Staff turnover is growing a problem that plagues the restaurant industry. In 2020, due to restaurant closures and restrictions, the turnover rate in the hospitality industry skyrocketed to an all-time high of 130.7 percent compared to 78.9 percent in 2019. Not only that, but the industry was faced with an unemployment rate of 39.3 percent at its highest in April 2020.
While this level of turnover was caused by exceptional circumstances, the aftermath has created new challenges in terms of hiring and retention in restaurants and other hospitality businesses across the globe. When staff are constantly coming and going, restaurants are left with the expensive problem of replacing employees. With a transient workforce, team culture, employee engagement and performance all suffer.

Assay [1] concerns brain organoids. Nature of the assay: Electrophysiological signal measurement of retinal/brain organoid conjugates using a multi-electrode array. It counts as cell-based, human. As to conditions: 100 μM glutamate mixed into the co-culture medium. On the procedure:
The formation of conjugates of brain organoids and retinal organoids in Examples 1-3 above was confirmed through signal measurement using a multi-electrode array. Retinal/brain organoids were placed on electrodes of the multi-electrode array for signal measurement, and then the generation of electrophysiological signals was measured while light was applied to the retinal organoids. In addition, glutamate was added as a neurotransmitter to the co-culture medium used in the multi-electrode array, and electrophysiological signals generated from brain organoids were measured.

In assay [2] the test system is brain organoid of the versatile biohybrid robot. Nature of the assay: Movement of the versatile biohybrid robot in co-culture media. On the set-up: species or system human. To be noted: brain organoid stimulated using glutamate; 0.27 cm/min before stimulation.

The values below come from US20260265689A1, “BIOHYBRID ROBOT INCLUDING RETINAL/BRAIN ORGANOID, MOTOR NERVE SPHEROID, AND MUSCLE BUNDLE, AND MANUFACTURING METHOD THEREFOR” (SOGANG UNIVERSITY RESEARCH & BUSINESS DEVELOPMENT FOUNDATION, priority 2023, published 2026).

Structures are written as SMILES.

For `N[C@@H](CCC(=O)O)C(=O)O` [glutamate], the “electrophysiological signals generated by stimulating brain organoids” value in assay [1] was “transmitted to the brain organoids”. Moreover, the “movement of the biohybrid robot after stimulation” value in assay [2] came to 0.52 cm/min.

But not everything is doom and gloom-knowledge is power when it comes to curbing a high restaurant turnover rate.
It’s time to tackle turnover head on. When you know your employee turnover rate, you can control it better. This guide to restaurant turnover will give you the scoop on:
- What is restaurant turnover?
- Why is restaurant turnover a problem?
- Why should you know your employee turnover rate?
- How to calculate your restaurant turnover rate
- 5 actionable ways to lower employee turnover
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What is restaurant turnover and why is it a problem for the restaurant industry?
Turnover is a measurement of how many of your staff members leave your business-whether by quitting or by being fired-over a certain period of time. Stay tuned for our simple formula for calculating your restaurant’s turnover rate.